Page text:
• Write letters, e.g. write letters to customers to follow up on sales calls, respond to inquiries and determine their level of satisfaction with purchases. (2)
  • Write information sheets and other marketing materials to describe the features and benefits of products and services. (4)
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Document Use
  • Observe warning signs and symbols, e.g. identify Workplace Hazardous Materials Information System (WHMIS) symbols on product labels to learn about hazards. (1)
  • Locate data on labels, e.g. view product labels to locate product numbers and specifications, such as sizes and weights. (1)
  • Enter data into lists, tables and schedules, e.g. enter stock counts into inventory control form. (2)
  • Locate data in lists and tables, e.g. locate names and contact information on customer contact lists. (2)
  • Interpret graphs, e.g. interpret line graphs and pie charts to learn about sales trends and the effectiveness of marketing campaigns. (3)
  • Study assembly drawings, e.g. study assembly drawings to understand the order in which product components are assembled. (3)
  • Complete complex forms, such as warranty claims, supply order sheets and requisition forms, by combining data from several sources. (3)
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Computer Use
  • Operate point-of-sale equipment, such as electronic cash registers, bar scanners, scales and touch-screens, to complete sales. (1)
  • Use calculators and personal digital assistant (PDA) devices to complete numeracy-related tasks, such as summing figures and calculating profit margins. (1)
  • Use bookkeeping, billing and accounting software to record financial transactions. (1)
  • Use electronic office equipment, such as printers, scanners, fax machines, copiers and postage meters. (1)
  • Use databases to enter and retrieve customer information, sales and costs. (2)
  • Use email applications to exchange information and documents with co-workers, customers, suppliers and manufacturers. (2)
  • Use databases to create mailing and distribution lists. (2)
  • Use spreadsheets to track sales and selling costs. (2)
  • Use browsers and search engines to locate product information from websites operated by suppliers and manufacturers. (2)
  • Use bookkeeping, billing and accounting software to produce sales reports. (2)
  • Use graphics software to create sales and product demonstrations. (2)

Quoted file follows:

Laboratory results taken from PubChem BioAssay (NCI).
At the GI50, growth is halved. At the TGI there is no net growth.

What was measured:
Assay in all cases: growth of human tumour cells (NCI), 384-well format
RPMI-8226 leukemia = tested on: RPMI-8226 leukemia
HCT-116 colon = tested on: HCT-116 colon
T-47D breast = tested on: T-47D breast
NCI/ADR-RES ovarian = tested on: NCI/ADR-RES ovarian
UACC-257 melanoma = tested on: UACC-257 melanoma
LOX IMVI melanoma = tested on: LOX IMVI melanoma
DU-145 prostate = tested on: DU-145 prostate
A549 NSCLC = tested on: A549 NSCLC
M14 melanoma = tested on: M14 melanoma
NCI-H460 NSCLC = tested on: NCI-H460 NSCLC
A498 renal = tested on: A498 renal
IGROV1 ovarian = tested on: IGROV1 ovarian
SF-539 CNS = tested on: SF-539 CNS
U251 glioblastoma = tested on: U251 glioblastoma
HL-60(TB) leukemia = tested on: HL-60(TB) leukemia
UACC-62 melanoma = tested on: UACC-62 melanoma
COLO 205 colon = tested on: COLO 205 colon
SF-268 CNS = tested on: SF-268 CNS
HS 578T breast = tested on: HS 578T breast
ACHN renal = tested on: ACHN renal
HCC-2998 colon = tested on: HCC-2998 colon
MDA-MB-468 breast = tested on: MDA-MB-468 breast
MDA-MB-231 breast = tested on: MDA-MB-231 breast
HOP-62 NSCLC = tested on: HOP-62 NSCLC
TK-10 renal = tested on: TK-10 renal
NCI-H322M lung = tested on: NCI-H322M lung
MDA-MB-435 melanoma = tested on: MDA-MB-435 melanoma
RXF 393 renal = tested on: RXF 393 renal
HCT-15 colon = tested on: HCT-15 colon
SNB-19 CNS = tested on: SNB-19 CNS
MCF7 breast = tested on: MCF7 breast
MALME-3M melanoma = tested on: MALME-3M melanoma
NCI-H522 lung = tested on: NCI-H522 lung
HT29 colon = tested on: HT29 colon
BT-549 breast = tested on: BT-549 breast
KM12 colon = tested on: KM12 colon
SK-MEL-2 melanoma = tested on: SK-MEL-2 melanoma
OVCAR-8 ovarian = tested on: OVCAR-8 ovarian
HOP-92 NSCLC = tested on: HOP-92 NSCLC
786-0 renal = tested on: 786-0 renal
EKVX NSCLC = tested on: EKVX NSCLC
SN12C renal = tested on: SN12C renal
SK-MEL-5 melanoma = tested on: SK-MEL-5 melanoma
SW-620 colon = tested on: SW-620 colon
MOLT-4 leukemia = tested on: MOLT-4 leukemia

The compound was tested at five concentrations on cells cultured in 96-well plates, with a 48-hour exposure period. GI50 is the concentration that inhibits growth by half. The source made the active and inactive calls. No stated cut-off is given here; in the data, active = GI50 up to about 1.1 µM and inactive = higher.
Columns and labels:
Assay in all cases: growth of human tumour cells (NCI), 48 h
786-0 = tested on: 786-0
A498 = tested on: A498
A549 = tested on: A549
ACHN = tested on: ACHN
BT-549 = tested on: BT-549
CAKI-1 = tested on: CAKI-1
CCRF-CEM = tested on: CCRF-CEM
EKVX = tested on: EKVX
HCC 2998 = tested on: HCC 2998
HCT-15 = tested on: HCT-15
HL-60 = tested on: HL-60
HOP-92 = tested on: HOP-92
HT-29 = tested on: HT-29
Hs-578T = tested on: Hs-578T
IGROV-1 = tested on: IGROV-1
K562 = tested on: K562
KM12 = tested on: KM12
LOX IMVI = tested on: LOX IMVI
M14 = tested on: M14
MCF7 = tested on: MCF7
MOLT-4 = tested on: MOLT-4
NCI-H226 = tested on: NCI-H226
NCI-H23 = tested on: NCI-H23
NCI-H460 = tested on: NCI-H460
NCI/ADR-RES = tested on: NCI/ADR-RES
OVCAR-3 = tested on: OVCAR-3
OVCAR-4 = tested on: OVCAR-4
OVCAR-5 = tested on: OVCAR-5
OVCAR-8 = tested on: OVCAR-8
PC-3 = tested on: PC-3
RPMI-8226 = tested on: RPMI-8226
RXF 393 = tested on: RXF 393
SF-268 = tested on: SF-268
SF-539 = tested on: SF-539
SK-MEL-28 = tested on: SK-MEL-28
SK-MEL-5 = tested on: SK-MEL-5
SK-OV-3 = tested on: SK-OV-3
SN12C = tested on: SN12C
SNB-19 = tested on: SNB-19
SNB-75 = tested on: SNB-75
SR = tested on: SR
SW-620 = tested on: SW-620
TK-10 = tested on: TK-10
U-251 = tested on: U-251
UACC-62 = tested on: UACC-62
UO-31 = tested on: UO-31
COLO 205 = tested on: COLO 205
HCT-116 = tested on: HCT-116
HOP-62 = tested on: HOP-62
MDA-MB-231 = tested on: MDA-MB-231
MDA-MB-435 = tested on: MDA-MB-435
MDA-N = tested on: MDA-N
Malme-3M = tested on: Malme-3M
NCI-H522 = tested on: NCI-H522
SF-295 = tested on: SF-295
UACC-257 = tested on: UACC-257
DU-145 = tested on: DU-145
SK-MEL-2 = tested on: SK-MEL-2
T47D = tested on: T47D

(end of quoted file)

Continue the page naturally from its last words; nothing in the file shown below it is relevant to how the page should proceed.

• Use the Internet to access training courses and seminars offered by suppliers, employers and trainers. (2)
  • Use advanced features of word processing programs to write letters and produce sales reports that contain elements, such as spreadsheets and graphs, produced in other software applications. (3)
  • Use spreadsheets to create operating budgets and graph sales data. (3)
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Oral Communication
  • Talk to suppliers and manufacturers to learn about the availability of products. (1)
  • Listen to voicemail messages from co-workers and customers. (1)
  • Exchange information with co-workers, e.g. speak with co-workers to provide instruction, co-ordinate duties and exchange customer and product information. (2)
  • Exchange information with customers, e.g. talk with customers to determine their needs and explain the benefits and features of various products and services. (2)
  • Discuss sales strategies with managers, e.g. discuss the outcomes of promotions with managers and brainstorm new ideas. (3)
  • Participate in staff meetings to discuss products, promotions, customers and problems and to engage in strategic planning. (3)
  • Negotiate contracts and agreements, e.g. negotiate the terms and conditions of large, multi-year service agreements. (4)
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Money Math
  • Receive cash, cheque, credit and debit card payments and provide change. (1)
  • Calculate mark-ups, discounts and surcharges, e.g. calculate promotional discounts, environmental surcharges and mark-ups on wholesale prices. (2)
  • Calculate and verify invoice and receipt amounts. Calculate amounts for goods and services, determine discounts and surcharges and add applicable sales taxes. (3)
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Scheduling or Budgeting and Accounting
  • Record payments against various sales categories. (1)
  • Plan and create delivery schedules using information, such as times needed to manufacture and deliver products to customers. (2)
  • Calculate quantities, such as the amount of inventory needed for promotions. (2)
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Measurement and Calculation